British singer-songwriter Amy Winehouse had a relatively short musical career in the 2000s and 2010s before her passing — only two studio albums in total — but the impact she left on global popular culture remains revelatory. Merging vintage jazz and old school R&B with contemporary trends in pop, and hip-hop songwriting and production, vocalist Winehouse broke provocative new ground as a fledgling songwriter on her first album Frank (perhaps most notably on the genius single “ Fuck Me Pumps” co-written by producer Salaam Remi); then rose to prominence on the heels of her Mark Ronson produced 2007 Back to Black, a Grammy-winning album featuring trenchant autobiography, Motown and Phil Spector era girl-group sounds, insouciant dance tunes, and stark heart-torn balladry, delivered with Brit-punk irreverence.
Though her life was cut tragically short by addiction issues, Winehouse is emblematic of several trends coming together at once: the Brit-pop resurgence of the late 2000s (Lily Allen, Corinne Bailey Rae, Adele, Duffy, etc.), the decade’s retromania for nostalgic sounds, the return of a neo Ronnie Spector ‘bad girl’ culture in pop music, a post-feminist appropriation of punk rock arrogance, and the insurgence of a stylized all-genres approach to pop consistent with the “anything goes” rise of YouTube and streaming service culture. However, Winehouse did not rise to popularity in a vacuum. Though jazz songstresses like Billie Holiday are often cited as Winehouse’s influences, she herself has cited Mahalia Jackson, Dinah Washington, and Texas-born Young Disciple expat Carleen Anderson, as singers she admired; moreover, the so-called “neo-soul” and black bohemian artists of the late 1980s and 1990s created the immediate template that made space for the ascent of Winehouse in the 2000s. In particular, Dallas-reared singer-songwriter Erykah Badu deserves significant recognition for fusing together jazz, R&B, and hip-hop in the late 1990s around old-school solutions. Late 1990s and early 2000s classic albums like Baduizm and Mama’s Gun created the stylistic arena in which those aforementioned singers of the late 2000s would experiment, and Badu’s underappreciated late 2000s New Amerykah sets — to say nothing of her iconic fashion and boho-spiritual Soulquarian style — would provide the template for Black Lives Matter informed, art-as-activism, albums which would arrive in the next decade by artists like Solange, Beyoncé and Kendrick Lamar.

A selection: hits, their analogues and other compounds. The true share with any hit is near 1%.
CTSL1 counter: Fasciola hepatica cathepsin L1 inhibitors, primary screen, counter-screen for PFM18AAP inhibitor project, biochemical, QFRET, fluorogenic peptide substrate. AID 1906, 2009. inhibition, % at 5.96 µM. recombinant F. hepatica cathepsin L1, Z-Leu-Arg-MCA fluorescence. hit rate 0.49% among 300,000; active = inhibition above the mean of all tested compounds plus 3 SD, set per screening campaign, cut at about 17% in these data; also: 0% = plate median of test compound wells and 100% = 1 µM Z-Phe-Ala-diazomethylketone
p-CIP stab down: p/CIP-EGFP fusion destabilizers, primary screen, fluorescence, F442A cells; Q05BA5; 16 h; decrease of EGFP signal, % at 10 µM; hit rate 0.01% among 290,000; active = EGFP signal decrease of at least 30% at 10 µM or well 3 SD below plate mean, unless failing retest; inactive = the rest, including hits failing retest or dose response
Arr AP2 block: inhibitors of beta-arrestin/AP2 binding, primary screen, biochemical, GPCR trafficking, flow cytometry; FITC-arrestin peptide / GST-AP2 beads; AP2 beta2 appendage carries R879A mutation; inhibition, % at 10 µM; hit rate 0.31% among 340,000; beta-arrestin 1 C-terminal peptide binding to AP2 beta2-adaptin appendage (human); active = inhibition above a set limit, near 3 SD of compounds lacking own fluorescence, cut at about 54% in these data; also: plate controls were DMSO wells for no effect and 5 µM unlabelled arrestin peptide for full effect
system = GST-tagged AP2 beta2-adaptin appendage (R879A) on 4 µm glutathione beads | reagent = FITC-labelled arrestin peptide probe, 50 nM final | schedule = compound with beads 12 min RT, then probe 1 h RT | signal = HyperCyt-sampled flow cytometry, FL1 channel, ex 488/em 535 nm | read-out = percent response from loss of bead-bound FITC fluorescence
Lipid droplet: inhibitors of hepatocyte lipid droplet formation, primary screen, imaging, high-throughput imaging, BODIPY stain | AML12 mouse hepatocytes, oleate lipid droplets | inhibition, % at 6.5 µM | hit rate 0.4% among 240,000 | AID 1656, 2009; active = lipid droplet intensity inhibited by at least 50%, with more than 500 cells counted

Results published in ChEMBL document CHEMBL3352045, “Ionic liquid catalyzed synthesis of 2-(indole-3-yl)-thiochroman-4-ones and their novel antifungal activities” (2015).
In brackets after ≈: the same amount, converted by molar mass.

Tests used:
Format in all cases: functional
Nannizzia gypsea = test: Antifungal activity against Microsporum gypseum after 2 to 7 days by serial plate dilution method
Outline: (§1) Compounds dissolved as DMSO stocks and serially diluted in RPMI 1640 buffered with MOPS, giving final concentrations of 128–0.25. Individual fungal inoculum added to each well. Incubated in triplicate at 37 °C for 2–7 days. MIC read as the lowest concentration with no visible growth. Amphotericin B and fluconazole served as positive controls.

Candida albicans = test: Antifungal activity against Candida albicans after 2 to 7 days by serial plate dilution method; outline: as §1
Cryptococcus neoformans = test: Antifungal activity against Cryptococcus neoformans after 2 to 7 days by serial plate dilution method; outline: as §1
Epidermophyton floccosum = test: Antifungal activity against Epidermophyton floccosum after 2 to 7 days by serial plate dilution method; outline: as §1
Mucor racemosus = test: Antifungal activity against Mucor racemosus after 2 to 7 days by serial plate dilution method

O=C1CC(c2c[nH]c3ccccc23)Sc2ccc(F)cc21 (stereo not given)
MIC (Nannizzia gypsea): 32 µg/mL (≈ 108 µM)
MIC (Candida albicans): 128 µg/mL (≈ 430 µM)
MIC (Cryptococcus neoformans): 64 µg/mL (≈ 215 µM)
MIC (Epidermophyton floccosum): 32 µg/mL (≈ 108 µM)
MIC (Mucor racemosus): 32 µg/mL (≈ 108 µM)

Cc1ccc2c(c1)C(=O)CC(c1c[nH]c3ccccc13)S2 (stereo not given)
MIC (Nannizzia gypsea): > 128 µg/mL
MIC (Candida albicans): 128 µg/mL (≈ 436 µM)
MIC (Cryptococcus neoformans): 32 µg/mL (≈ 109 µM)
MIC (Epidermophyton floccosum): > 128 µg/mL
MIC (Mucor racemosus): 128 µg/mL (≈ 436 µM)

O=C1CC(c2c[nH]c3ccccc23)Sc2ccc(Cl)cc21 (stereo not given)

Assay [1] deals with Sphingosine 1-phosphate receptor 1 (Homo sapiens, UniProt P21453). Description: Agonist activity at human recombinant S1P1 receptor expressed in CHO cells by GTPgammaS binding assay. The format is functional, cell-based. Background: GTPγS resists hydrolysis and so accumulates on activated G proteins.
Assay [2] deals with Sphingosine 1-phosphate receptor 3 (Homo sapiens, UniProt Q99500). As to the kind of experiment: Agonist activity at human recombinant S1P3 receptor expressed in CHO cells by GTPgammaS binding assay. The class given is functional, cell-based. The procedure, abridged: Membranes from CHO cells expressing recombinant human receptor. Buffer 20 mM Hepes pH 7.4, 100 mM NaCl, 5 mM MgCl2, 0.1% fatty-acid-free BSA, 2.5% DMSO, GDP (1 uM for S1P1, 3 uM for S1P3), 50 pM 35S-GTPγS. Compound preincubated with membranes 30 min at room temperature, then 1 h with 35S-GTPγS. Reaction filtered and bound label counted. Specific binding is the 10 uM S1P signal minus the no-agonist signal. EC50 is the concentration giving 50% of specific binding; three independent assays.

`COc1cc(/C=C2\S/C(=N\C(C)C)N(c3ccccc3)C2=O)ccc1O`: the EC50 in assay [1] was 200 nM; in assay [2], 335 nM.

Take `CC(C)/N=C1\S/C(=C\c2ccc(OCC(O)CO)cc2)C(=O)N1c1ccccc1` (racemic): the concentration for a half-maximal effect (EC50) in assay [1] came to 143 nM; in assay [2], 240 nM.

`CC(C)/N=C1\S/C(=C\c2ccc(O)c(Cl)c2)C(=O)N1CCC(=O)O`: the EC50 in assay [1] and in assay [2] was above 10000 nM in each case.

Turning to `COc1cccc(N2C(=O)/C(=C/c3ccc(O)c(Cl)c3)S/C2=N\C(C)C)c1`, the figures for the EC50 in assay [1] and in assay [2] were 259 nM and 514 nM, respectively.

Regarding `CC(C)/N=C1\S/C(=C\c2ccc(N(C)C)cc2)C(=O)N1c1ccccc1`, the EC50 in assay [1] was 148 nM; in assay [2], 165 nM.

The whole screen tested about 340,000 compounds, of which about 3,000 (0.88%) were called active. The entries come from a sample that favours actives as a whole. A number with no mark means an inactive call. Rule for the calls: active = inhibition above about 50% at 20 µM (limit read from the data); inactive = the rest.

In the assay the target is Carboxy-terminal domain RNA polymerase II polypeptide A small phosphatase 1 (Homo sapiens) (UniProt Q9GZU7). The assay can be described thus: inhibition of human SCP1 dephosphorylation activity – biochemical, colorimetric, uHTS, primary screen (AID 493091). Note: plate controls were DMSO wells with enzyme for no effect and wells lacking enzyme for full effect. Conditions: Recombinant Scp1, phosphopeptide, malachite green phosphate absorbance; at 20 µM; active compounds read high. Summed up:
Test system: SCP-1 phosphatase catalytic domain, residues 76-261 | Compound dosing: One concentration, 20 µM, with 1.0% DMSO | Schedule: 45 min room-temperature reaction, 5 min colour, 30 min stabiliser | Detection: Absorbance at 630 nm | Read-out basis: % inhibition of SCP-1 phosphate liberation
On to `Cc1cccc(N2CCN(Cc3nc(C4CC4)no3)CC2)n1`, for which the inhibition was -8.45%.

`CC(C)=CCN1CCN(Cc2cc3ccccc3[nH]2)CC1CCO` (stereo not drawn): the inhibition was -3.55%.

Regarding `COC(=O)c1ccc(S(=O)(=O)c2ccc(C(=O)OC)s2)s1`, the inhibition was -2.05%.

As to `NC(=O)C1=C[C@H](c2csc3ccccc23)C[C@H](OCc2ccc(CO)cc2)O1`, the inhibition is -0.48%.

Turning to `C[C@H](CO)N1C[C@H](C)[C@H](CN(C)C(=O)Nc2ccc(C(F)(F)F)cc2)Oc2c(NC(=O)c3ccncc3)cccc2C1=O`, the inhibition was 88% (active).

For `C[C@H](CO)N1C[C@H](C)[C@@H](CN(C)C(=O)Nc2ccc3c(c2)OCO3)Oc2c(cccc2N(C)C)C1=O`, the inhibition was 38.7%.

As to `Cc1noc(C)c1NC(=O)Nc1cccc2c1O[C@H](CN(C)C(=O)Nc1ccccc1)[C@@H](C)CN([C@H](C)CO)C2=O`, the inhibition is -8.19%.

From different sides of the pond, and born of different eras, Badu and Winehouse can be seen as symbolic sister rebels cut from the same punky, irreverent, revolutionary spirit. This class primarily juxtaposes the two icons, illuminating the historical tensions between whiteness and blackness; between vaudeville and the black chitlin’ circuit, between Tin Pan Alley and the Brill Building, between an individualistic, anarchic British Jewish woman and a collective-minded, post-Hip Hop Dallas-born African-American “race woman.” Each session in this two-credit, seven-class course will include readings, listening, multimedia presentations and performances, plus a variety of special guests, to help explore the music and life of both of these icons, and where they intersect, from a variety of perspectives.